TO Jazz Review: Robert Cray Band + Digging Roots, June 27, Metro Square

Toronto – In several years of covering the Toronto Jazz Festival, I’ve largely avoided the fest’s ample blues offerings. I just don’t have a whole lot of affection for the genre, aside from a soft spot for some of John Lee Hooker’s old albums and the Blues Brothers. I don’t really know what contemporary blues is even supposed to sound like, frankly. Nevertheless, I did see the Robert Cray Band open for Eric Clapton four or five years ago and I remember liking that set, so I thought I’d take in Cray and opener Digging Roots on the jazz festival’s main stage Monday night.

First of all, I don’t have a single nice thing to say about Digging Roots. Taking the stage at 8:35 and playing for almost an hour, their set was too long by half, as were most of their songs. Their lyrics and themes were remarkably trite and insipid. Vocalist ShoShona Kish said one tune was about “speaking out for what you believe in, and more importantly peace”; the lyrics then largely consisted of the words “rebuild”  and “stand up” repeated over and over. Other songs about “planting seeds” and “free speech” were similarly riddled with song writing clichés. Their rhythm section is boring. Front man Raven Kanatakta is not a terrible guitarist, but his fondness for distortion is irritating and his voice is nothing special. Kanatakta and Kish’s occasional attempts to rap (at least, I think that’s what they were doing) and inspire audience participation were painful. There were those in the crowd that really enjoyed the set, so your experience may vary. The show’s rather annoying MC seemed to think Digging Roots’ recent Juno Award win made them worth listening to. Of course, the Junos have terrible taste in music. I disliked Digging Roots intensely. Let’s move on.

Cray and his band took the stage at 10:10 after a 45 minute set break. Unfortunately, my self-imposed curfew for jazz fest shows this week meant I was leaving at 10:45. My curfew is a function of living in the west end, working at 8:00 in the morning, and being on the wrong side of 30. Covering jazz fest was a lot easier when I lived at Bloor & Christie instead of Dundas & Kipling and was semi-employed, that’s for sure.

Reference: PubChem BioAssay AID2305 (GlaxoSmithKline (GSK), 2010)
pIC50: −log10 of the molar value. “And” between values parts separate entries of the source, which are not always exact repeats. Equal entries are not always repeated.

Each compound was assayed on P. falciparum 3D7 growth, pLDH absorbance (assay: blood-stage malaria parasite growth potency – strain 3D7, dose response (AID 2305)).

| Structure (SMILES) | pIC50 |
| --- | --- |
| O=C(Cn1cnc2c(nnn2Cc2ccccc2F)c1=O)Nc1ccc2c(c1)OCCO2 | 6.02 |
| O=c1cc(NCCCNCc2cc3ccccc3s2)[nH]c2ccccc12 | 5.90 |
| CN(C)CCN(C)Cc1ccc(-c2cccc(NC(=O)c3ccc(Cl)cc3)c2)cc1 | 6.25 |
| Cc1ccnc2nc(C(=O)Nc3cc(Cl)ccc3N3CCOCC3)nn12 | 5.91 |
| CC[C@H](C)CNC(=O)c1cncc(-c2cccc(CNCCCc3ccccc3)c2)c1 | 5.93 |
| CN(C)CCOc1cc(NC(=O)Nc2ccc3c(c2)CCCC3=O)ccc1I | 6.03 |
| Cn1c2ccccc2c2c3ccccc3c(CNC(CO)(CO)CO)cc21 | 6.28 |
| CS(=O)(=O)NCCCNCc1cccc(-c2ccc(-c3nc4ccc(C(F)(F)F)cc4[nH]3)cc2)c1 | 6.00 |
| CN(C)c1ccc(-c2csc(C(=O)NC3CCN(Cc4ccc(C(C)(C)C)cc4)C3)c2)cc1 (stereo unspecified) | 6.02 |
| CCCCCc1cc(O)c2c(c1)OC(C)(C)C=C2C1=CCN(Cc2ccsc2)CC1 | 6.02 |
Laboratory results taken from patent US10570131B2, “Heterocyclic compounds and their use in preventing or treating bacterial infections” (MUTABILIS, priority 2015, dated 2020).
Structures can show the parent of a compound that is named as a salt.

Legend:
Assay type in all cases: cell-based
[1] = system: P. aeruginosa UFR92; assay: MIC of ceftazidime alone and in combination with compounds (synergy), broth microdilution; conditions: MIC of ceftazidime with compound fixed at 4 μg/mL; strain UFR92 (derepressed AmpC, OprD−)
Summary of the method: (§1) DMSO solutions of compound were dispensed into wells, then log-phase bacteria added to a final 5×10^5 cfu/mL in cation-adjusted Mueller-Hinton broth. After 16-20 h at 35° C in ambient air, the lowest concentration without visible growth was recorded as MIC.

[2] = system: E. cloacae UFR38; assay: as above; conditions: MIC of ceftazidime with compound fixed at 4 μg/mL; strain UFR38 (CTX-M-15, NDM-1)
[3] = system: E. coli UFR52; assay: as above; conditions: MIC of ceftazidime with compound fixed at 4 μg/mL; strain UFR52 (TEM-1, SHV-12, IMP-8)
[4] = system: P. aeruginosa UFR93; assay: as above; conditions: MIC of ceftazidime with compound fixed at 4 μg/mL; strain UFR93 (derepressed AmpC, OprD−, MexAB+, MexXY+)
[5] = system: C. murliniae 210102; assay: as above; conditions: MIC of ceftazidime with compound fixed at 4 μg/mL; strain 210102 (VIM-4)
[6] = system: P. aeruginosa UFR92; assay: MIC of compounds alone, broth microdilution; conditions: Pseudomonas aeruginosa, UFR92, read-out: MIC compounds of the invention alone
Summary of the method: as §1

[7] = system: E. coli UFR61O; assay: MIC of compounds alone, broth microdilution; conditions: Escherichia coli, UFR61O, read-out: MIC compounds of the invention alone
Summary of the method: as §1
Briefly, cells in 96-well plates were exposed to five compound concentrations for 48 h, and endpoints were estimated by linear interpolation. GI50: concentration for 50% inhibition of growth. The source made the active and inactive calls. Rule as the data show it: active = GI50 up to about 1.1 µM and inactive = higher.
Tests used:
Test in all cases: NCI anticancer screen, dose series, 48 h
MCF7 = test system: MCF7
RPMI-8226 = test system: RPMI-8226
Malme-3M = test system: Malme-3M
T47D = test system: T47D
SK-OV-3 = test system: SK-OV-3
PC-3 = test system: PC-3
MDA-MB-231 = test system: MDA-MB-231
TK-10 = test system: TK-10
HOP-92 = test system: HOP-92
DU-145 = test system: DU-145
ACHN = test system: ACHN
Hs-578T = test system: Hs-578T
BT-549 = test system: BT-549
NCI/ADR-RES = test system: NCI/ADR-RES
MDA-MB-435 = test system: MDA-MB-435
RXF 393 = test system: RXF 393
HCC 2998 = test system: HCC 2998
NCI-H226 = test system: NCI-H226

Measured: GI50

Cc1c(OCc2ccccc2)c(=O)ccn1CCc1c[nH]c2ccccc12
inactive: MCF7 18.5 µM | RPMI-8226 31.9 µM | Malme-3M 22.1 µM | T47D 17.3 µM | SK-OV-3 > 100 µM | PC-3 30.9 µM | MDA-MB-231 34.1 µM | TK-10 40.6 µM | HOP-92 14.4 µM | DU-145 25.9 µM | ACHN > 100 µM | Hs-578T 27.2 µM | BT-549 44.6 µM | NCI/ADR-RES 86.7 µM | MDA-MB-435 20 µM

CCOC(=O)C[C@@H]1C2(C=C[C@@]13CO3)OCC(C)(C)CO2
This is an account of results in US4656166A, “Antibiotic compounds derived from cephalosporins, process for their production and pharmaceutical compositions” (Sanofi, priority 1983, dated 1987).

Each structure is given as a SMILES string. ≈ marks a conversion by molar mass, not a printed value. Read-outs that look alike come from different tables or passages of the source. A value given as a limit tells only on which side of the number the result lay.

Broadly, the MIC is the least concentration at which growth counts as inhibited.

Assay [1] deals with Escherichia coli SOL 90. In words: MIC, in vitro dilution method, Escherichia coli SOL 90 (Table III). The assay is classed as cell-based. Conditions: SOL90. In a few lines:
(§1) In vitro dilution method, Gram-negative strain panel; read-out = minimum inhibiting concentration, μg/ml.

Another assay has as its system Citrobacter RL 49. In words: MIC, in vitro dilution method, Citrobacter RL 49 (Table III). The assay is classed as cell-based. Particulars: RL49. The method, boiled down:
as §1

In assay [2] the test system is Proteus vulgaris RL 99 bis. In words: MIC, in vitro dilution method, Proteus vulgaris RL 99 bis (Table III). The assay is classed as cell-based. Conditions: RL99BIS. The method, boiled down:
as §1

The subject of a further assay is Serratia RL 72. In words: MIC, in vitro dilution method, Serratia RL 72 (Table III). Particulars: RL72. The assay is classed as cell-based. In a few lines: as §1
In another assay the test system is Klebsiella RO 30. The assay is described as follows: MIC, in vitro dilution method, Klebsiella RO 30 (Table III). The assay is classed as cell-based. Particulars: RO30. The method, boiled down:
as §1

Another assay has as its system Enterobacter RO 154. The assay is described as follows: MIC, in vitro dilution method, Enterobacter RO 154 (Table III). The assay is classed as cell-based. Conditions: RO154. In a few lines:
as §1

However, the six or seven songs I heard of Cray’s, which included “Phone Booth,” one of his best known tunes, were quite good. It’s easy to see why Cray is popular with blues fans. His guitar playing is top notch and his voice has just the right amount of whine to it to make it work. He’s a personable and funny stage presence, who went to great lengths to introduce his keyboard player, then to make sure the crowd remembered his name, did it again. He also said the persistent hum from his amplifiers was just the sound of the amps trying to sing along. His band, bassist Richard Cousins, keyboardist Jim Pugh, and drummer Tony Braunagel are quite good, doing a nice job on both Cray’s uptempo numbers and slow blues dirges.

In a jazz festival full of innovative and creative music, however, I can’t help but wonder if this kind of blues is a little stagnant. Though Cray is a very capable guitar player, the 12-bar blues has been the basis that John Lee Hooker and the Blues Brothers and hundreds of other blue musicians have been relying on for decades now. And how many different ways can you write a song about your baby being gone? To give Cray credit, even though he went to the “my baby’s gone” well frequently, one song was about being glad that his baby was gone so, y’know, it was a twist.

If you like the blues, I can say you should definitely check out Cray sometime, though if you like the blues you probably already know this. If you’re kind of indifferent to the genre, Cray is probably as good an example of it as anybody. But I think from here on out I’ll go back to mostly avoiding the blues acts in the jazz festival lineup.

Posted on by Brian in Toronto Jazz Festival